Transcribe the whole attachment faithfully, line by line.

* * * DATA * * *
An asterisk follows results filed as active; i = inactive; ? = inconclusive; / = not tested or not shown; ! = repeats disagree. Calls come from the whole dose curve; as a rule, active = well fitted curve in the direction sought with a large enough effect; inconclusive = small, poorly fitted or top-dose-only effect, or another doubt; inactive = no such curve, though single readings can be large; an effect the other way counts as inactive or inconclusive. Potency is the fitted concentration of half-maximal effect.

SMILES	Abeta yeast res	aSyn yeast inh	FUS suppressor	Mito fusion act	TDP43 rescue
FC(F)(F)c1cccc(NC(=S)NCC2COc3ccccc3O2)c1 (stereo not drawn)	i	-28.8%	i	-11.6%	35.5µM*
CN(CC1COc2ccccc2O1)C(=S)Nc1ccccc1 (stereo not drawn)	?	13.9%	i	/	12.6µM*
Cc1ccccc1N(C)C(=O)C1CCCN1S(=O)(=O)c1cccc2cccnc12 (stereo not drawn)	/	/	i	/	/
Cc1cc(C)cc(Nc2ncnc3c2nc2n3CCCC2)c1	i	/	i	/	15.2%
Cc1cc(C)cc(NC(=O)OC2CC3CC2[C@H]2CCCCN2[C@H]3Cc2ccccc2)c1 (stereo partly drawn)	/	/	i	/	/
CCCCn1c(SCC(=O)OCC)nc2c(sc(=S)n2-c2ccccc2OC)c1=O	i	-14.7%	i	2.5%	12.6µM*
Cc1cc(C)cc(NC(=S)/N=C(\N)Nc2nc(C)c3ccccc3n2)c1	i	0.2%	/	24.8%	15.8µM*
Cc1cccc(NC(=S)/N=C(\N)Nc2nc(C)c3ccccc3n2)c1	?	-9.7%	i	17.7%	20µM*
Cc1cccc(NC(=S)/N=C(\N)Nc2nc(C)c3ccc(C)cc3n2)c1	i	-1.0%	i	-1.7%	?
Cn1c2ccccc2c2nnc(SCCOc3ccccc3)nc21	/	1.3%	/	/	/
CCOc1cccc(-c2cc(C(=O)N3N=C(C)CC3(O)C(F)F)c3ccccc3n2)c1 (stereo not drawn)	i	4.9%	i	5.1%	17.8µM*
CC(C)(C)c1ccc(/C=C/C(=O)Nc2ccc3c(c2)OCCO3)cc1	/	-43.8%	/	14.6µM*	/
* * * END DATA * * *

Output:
An asterisk follows results filed as active; i = inactive; ? = inconclusive; / = not tested or not shown; ! = repeats disagree. Calls come from the whole dose curve; as a rule, active = well fitted curve in the direction sought with a large enough effect; inconclusive = small, poorly fitted or top-dose-only effect, or another doubt; inactive = no such curve, though single readings can be large; an effect the other way counts as inactive or inconclusive. Potency is the fitted concentration of half-maximal effect.

SMILES	Abeta yeast res	aSyn yeast inh	FUS suppressor	Mito fusion act	TDP43 rescue
FC(F)(F)c1cccc(NC(=S)NCC2COc3ccccc3O2)c1 (stereo not drawn)	i	-28.8%	i	-11.6%	35.5µM*
CN(CC1COc2ccccc2O1)C(=S)Nc1ccccc1 (stereo not drawn)	?	13.9%	i	/	12.6µM*
Cc1ccccc1N(C)C(=O)C1CCCN1S(=O)(=O)c1cccc2cccnc12 (stereo not drawn)	/	/	i	/	/
Cc1cc(C)cc(Nc2ncnc3c2nc2n3CCCC2)c1	i	/	i	/	15.2%
Cc1cc(C)cc(NC(=O)OC2CC3CC2[C@H]2CCCCN2[C@H]3Cc2ccccc2)c1 (stereo partly drawn)	/	/	i	/	/
CCCCn1c(SCC(=O)OCC)nc2c(sc(=S)n2-c2ccccc2OC)c1=O	i	-14.7%	i	2.5%	12.6µM*
Cc1cc(C)cc(NC(=S)/N=C(\N)Nc2nc(C)c3ccccc3n2)c1	i	0.2%	/	24.8%	15.8µM*
Cc1cccc(NC(=S)/N=C(\N)Nc2nc(C)c3ccccc3n2)c1	?	-9.7%	i	17.7%	20µM*
Cc1cccc(NC(=S)/N=C(\N)Nc2nc(C)c3ccc(C)cc3n2)c1	i	-1.0%	i	-1.7%	?
Cn1c2ccccc2c2nnc(SCCOc3ccccc3)nc21	/	1.3%	/	/	/
CCOc1cccc(-c2cc(C(=O)N3N=C(C)CC3(O)C(F)F)c3ccccc3n2)c1 (stereo not drawn)	i	4.9%	i	5.1%	17.8µM*
CC(C)(C)c1ccc(/C=C/C(=O)Nc2ccc3c(c2)OCCO3)cc1	/	-43.8%	/	14.6µM*	/